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A mother was seeking sole custody of her children following a divorce. The father refused to cooperate, leaving the client in a difficult situation as she felt as though her children didn’t have a voice. Scott recognized her need for an advocate and carefully listened to the children’s wishes, which conclusively helped the client achieve sole custody of her children and protected their best interests.
A client from Fulton was accused of drug possession as a result of a home search. While drug charges may potentially be filed as a Class C felony involving severe consequences, Scott was able to help the client receive a reduced sentence. Ultimately, the client faced significantly smaller penalties compared to the initial charges.
Scott assisted a defendant in a particularly challenging divorce case in which the other spouse was not cooperating. Scott was able to help the client avoid court through an aggressive legal approach to resolve all outstanding disagreements while maintaining the client’s long-term needs.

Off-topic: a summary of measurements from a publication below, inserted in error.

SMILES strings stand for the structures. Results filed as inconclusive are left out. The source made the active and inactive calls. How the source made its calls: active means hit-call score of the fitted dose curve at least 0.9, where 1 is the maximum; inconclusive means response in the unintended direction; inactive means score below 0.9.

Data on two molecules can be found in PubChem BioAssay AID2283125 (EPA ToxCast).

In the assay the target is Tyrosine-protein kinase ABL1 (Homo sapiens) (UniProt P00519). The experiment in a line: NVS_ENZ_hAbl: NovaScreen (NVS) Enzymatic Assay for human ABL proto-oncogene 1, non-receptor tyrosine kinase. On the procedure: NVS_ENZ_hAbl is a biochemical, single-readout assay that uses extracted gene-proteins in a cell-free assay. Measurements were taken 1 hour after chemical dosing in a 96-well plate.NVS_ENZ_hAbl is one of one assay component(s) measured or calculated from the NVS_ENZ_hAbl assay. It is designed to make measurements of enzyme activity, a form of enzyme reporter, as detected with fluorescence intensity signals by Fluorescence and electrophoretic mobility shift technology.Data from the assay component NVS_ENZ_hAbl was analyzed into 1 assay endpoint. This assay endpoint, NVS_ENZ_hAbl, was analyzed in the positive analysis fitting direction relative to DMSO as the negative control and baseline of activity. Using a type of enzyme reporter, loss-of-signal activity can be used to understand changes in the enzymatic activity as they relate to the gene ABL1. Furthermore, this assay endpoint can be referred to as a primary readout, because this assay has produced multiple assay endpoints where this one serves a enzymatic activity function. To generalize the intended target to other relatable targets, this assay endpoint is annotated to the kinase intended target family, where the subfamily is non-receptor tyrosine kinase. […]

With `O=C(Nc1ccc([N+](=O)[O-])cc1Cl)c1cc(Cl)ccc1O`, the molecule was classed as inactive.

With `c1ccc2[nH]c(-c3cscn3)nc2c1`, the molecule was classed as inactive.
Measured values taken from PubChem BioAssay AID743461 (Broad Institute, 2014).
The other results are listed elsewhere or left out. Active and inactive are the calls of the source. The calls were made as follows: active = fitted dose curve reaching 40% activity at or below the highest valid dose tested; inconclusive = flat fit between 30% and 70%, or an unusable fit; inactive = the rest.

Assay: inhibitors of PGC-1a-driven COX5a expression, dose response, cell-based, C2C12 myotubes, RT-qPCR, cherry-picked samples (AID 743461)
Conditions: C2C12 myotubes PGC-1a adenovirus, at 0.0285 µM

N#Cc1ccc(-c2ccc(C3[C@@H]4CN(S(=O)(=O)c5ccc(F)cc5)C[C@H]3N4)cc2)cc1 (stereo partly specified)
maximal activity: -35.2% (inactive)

One client sought legal assistance after an altercation with another individual in Jefferson City. The client was arrested on assault charges despite allegedly not starting the fight. Since an arrest can lead to life-altering penalties such as being terminated from employment and serving jail time, Scott was able to build a solid legal defense in the client’s favor and argued in favor of the client’s innocence.
A grandparent sought visitation rights to his grandchild after the parent tried to block him. Scott takes grandparents’ rights very seriously, and so he devised a strategy to help the grandparent set a visitation schedule. Scott developed a strategy to show that the child’s best interests were fulfilled through the grandparent’s ability to visit the child, helping push the case towards a resolution in the client’s favor.